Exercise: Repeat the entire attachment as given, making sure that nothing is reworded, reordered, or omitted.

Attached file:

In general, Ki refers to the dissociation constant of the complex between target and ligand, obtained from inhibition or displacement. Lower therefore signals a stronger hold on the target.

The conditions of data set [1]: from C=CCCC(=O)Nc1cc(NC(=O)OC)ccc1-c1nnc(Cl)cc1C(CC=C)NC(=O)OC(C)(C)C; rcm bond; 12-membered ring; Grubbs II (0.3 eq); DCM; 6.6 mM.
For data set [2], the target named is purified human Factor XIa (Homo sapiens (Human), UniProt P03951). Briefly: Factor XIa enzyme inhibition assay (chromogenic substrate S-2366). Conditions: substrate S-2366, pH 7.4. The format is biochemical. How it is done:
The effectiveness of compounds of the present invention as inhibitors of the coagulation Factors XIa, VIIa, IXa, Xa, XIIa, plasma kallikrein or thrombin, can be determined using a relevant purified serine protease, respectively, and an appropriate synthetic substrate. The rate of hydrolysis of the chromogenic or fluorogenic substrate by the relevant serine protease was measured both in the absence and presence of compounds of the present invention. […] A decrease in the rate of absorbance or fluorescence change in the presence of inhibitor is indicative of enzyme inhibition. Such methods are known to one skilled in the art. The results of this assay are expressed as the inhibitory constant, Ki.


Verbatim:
In general, Ki refers to the dissociation constant of the complex between target and ligand, obtained from inhibition or displacement. Lower therefore signals a stronger hold on the target.

The conditions of data set [1]: from C=CCCC(=O)Nc1cc(NC(=O)OC)ccc1-c1nnc(Cl)cc1C(CC=C)NC(=O)OC(C)(C)C; rcm bond; 12-membered ring; Grubbs II (0.3 eq); DCM; 6.6 mM.
For data set [2], the target named is purified human Factor XIa (Homo sapiens (Human), UniProt P03951). Briefly: Factor XIa enzyme inhibition assay (chromogenic substrate S-2366). Conditions: substrate S-2366, pH 7.4. The format is biochemical. How it is done:
The effectiveness of compounds of the present invention as inhibitors of the coagulation Factors XIa, VIIa, IXa, Xa, XIIa, plasma kallikrein or thrombin, can be determined using a relevant purified serine protease, respectively, and an appropriate synthetic substrate. The rate of hydrolysis of the chromogenic or fluorogenic substrate by the relevant serine protease was measured both in the absence and presence of compounds of the present invention. […] A decrease in the rate of absorbance or fluorescence change in the presence of inhibitor is indicative of enzyme inhibition. Such methods are known to one skilled in the art. The results of this assay are expressed as the inhibitory constant, Ki.